Miaodigou painted pottery

By REN ZHIYU / 01-04-2024 / Chinese Social Sciences Today

FILE PHOTOS: The Miaodigou pottery vessels adorned with grid patterns (above), bird-shaped motifs (middle), and petal patterns (below)

The Miaodigou culture of the middle Yangshao period predominated the border areas of present-day Shaanxi, Shanxi, and Henan provinces. Its powerful influence introduced painted pottery art forms to other surrounding cultures. The Miaodigou culture was viewed as the heyday of painted pottery, with its painted pottery more richly decorated in terms of motifs, patterns, and compositions than those of the Banpo phase. Realistic patterns were largely replaced by abstract patterns such as petal motifs.

There are some typical motifs of Miaodigou painted pottery. The first one features grid patterns in black pigment. These net-like designs likely represent the use of fishing nets in ancient times, indicating that people of that era might have used such nets for catching fish.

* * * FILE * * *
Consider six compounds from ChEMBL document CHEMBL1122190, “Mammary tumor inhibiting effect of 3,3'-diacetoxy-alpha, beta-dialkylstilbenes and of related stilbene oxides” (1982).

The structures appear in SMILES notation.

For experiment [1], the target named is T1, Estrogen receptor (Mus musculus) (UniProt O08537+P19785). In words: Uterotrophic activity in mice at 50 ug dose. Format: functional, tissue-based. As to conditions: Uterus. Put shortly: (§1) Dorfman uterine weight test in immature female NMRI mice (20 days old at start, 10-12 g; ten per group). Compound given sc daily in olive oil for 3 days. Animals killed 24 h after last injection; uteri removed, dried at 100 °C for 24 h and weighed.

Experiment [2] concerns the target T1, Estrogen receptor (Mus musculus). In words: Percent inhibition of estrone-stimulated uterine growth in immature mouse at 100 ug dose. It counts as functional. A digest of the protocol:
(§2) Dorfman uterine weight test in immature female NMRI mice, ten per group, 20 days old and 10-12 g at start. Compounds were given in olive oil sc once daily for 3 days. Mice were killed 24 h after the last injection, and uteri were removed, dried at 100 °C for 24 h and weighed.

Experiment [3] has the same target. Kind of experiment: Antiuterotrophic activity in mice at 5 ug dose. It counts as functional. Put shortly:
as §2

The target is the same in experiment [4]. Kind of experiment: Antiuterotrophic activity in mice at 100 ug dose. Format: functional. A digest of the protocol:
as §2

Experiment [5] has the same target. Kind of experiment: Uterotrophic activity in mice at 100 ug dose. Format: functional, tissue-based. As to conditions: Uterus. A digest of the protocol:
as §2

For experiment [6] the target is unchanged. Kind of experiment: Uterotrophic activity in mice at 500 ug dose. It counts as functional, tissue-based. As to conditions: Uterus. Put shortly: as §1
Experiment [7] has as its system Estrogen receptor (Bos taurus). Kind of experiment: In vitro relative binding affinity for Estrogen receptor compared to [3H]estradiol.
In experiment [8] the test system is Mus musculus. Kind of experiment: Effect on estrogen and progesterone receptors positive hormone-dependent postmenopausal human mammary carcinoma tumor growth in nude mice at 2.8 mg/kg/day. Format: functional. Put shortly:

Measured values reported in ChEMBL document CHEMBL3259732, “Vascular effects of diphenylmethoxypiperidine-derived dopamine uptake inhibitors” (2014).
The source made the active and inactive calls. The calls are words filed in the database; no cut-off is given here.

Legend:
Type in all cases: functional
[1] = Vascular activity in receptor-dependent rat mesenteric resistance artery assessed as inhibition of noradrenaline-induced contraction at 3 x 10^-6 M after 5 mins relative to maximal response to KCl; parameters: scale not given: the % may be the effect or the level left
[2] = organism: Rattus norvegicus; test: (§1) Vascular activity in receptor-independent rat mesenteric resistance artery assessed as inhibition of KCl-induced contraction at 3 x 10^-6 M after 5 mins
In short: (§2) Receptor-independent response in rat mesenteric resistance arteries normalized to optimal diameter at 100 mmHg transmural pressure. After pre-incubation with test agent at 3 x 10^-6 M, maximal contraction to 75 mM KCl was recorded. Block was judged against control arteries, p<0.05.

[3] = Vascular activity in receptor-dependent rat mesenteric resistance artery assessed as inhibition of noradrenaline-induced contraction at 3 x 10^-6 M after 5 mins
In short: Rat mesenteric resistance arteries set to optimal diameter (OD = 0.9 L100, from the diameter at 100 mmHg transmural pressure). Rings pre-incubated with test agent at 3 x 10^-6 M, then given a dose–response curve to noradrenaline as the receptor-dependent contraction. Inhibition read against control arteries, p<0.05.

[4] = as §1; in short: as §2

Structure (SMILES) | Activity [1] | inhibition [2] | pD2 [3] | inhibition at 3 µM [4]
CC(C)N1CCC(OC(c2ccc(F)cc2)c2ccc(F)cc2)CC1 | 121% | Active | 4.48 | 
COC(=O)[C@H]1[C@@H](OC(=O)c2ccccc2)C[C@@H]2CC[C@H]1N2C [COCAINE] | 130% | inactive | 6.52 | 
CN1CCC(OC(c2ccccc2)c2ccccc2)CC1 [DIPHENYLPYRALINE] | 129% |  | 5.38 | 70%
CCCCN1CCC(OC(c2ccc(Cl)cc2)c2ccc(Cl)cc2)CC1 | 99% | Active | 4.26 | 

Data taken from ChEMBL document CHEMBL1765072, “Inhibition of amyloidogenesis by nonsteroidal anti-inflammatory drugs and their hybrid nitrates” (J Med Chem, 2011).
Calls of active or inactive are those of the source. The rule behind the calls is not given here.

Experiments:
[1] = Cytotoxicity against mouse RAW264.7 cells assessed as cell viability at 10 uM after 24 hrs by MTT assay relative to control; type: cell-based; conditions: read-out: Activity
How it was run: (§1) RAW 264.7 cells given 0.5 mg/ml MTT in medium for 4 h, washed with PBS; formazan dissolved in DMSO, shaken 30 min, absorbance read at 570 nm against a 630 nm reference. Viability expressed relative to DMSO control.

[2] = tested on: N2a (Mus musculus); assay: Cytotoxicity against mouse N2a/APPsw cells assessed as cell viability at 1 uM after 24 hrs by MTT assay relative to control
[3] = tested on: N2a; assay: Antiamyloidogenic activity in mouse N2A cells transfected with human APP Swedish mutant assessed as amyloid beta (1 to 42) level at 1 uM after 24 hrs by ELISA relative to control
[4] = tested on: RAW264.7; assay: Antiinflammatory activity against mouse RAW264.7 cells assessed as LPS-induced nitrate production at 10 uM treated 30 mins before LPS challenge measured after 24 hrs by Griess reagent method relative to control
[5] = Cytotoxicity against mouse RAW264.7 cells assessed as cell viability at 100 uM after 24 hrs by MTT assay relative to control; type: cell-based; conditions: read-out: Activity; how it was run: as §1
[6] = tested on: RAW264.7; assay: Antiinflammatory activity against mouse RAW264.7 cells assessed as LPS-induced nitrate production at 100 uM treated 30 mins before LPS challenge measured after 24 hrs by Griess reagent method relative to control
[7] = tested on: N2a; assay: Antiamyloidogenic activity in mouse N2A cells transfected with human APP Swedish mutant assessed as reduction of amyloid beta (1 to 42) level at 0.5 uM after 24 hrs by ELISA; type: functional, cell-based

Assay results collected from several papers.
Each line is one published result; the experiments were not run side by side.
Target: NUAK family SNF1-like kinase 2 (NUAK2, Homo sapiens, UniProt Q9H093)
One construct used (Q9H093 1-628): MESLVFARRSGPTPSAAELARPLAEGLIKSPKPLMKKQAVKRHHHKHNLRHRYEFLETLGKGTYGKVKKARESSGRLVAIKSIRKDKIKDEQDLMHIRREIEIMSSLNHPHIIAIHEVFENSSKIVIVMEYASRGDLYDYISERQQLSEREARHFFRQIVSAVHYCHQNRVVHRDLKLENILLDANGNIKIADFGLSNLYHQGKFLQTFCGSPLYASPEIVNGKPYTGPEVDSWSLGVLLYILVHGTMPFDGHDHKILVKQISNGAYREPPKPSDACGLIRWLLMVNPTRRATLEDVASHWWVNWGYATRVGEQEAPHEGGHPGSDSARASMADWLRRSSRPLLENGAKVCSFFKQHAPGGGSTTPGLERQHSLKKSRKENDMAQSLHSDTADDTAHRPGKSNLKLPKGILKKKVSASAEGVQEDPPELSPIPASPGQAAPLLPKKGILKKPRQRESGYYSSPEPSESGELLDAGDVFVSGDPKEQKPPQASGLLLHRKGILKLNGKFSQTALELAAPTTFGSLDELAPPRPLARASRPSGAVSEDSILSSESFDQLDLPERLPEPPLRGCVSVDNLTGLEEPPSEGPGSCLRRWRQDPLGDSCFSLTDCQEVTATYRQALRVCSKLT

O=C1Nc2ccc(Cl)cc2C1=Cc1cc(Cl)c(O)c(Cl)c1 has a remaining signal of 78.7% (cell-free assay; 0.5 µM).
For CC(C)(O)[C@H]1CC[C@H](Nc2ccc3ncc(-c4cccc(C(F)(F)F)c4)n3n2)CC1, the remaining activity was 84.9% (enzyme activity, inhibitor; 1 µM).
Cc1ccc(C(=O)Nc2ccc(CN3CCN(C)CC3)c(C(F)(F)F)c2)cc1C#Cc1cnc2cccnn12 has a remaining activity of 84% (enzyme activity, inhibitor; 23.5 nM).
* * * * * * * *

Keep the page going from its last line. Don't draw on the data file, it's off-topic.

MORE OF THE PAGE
The Neolithic people lacked knowledge of seasonal agricultural practices, but found inspiration in the movements of the sun, the changing seasons, and the migratory patterns of birds. The migration of birds could indicate seasonal changes, and thus became an important signal for agricultural development to the ancient people. Miaodigou pottery commonly featured simplified bird-shaped designs, with pottery-makers skillfully capturing the distinctive flying postures of birds by depicting outstretched wings using dots and lines.

The most distinctive pattern of Miaodigou pottery is petal-shaped patterns, usually composed of two layers of petals, with the overall design resembling a blossoming flower.